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USPS Is Getting Rid of This Service, Effective Immediately

The postal agency has just suspended this service.

According to the United States Postal Service (USPS), more than 128 billion pieces of mail were sent through the agency's mailing system in 2021 alone, with the agency serving more than 163 million addresses in the U.S. But the USPS also has some authority over which services it provides and who has access to them—and it sometimes makes changes with wide-reaching effects. In fact, the Postal Service recently confirmed that it has suspended one of its major services, effective immediately. Read on to find out what the agency is getting rid of now.

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The USPS just suspended its service to Russia.

Hands of young woman scanning barcode on delivery parcel. Worker scan barcode of cardboard packages before delivery at storage. Woman working in factory warehouse reading and scanning labels on the boxes with bluetooth barcode scanner.

The USPS halted its international mail services to Russia on March 11, Linn's Stamp News reported. According to the news outlet, the agency said it had suspended certain services "due to unavailable transportation as a result of widespread cancellations and restrictions" within Russia. The services no longer provided include Priority Mail Express International, Priority Mail International, First-Class Mail International, First-Class Package International Service, International Priority Airmail, International Surface Air Lift, M-bags, and Global Express Guaranteed Service, the Postal Service said.

Your mail will be returned if it has been sent to Russia.

Post in the door mailbox

On its website, the Postal Service asks that customers "please refrain" from trying to send any mail addressed to Russia in the USPS system. Employees are unable to accept items destined for countries with suspended international mail service. The only exception is the delivery of military and diplomatic mail.

According to the USPS, already deposited mail will be marked as "Mail Service—Return to Sender" and then be mailed back to you. But it could cost you. "The Postal Service will, upon request, refund postage and fees on mail returned due to the suspension of service," the USPS states on its website.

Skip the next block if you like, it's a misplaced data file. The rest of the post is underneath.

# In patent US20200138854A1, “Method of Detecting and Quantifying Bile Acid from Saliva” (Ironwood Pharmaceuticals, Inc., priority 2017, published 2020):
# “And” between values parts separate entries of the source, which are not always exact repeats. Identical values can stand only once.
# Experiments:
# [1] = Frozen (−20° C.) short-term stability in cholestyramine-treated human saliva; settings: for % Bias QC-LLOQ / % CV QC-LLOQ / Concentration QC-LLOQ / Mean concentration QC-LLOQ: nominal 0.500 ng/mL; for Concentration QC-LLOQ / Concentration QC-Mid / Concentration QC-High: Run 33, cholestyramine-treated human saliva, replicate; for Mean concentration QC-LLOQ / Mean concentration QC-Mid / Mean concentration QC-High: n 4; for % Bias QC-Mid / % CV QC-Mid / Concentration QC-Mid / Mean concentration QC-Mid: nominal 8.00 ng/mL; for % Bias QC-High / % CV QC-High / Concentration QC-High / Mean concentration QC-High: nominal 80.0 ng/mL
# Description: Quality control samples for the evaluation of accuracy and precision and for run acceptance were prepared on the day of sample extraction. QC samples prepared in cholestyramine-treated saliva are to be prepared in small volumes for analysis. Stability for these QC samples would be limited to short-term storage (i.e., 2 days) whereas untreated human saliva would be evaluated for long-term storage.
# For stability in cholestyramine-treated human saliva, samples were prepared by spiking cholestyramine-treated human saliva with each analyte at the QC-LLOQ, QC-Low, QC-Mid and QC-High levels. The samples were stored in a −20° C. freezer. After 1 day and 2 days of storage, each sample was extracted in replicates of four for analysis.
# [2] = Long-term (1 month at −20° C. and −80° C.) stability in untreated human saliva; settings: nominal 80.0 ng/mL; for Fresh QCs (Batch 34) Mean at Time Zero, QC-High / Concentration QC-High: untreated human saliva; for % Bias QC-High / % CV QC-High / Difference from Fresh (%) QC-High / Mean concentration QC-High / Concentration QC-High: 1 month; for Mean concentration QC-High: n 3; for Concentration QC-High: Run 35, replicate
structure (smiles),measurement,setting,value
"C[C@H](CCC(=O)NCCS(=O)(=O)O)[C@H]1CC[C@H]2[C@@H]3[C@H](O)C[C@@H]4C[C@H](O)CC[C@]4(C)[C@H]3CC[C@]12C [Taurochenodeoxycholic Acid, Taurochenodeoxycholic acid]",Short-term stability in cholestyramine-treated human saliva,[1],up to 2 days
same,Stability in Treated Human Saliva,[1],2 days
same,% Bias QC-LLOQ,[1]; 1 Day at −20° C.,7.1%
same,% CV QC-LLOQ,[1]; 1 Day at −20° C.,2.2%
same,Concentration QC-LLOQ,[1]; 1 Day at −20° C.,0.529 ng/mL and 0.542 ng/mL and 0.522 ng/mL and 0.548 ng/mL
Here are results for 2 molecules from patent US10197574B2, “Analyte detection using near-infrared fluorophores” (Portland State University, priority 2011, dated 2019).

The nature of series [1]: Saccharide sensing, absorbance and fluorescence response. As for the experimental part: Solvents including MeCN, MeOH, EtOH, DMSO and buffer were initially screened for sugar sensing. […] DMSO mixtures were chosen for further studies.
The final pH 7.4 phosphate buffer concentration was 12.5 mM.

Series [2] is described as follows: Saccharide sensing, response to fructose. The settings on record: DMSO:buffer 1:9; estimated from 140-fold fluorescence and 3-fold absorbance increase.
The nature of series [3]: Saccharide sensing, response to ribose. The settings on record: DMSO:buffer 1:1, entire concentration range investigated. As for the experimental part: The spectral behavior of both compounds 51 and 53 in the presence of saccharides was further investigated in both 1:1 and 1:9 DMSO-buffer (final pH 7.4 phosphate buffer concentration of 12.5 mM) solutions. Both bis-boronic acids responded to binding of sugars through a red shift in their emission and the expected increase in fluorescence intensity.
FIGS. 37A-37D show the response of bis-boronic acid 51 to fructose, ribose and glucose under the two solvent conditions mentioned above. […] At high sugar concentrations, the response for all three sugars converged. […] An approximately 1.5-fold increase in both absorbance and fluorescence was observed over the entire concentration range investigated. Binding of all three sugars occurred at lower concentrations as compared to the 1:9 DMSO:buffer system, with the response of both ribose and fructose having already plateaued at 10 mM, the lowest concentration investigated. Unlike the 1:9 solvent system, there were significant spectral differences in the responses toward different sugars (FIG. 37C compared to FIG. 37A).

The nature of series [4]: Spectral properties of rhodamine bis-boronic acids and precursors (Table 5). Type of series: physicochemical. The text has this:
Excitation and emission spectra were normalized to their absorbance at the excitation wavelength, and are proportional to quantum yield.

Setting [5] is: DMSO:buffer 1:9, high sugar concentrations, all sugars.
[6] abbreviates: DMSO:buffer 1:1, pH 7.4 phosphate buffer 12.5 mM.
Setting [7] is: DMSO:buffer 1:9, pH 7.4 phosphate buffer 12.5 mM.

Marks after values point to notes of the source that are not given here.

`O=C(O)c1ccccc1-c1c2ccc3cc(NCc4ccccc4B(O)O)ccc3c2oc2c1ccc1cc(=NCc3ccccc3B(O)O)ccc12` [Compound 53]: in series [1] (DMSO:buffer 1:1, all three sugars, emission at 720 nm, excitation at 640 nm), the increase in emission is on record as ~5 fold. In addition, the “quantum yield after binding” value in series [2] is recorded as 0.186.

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The agency says it will continue to monitor the situation.

USPS Unites States Postal Service postmaster Priority Mail flat rate bubble envelope scattered display

The USPS can choose to lift its ban on mailing to Russia, but the agency has not yet given a timeline for its suspension. "The Postal Service is closely monitoring the situation and will continue to update customers until the situation returns to normal," the agency said in a statement to Linn's Stamp News.

When the service is restored, you may be able to re-send your item as is. "The sender may re-mail them with the existing postage once service has been restored. When re-mailing under this option, customers must cross out the markings 'Mail Service Suspended—Return to Sender,'" the USPS explains on its website.

UPS and FedEx have also suspended services in Russia.


Russia's invasion of Ukraine is not only affecting mail and packages being sent by the USPS. UPS recently issued a service alert that said it has temporarily suspended operations in Ukraine, Belarus, and Russia. And on March 14, FedEx announced that it was temporarily suspending all of its Russian and Belarusian service until further notice, as well as temporarily suspending its inbound and outbound services to Ukraine and closing its locations there.

"We are deeply disturbed by what is happening in Ukraine, and our thoughts and solidarity are with the people affected by this ongoing violence," FedEx said in a statement. "Our top priority is the safety of our team members and their families, and we are providing direct financial assistance to them and the affected communities."

RELATED: USPS Just Made This Major Change to Deliveries, Effective Immediately.

Kali Coleman
Kali Coleman is a Senior Editor at Best Life. Her primary focus is covering news, where she often keeps readers informed on the ongoing COVID-19 pandemic and up-to-date on the latest retail closures. Read more
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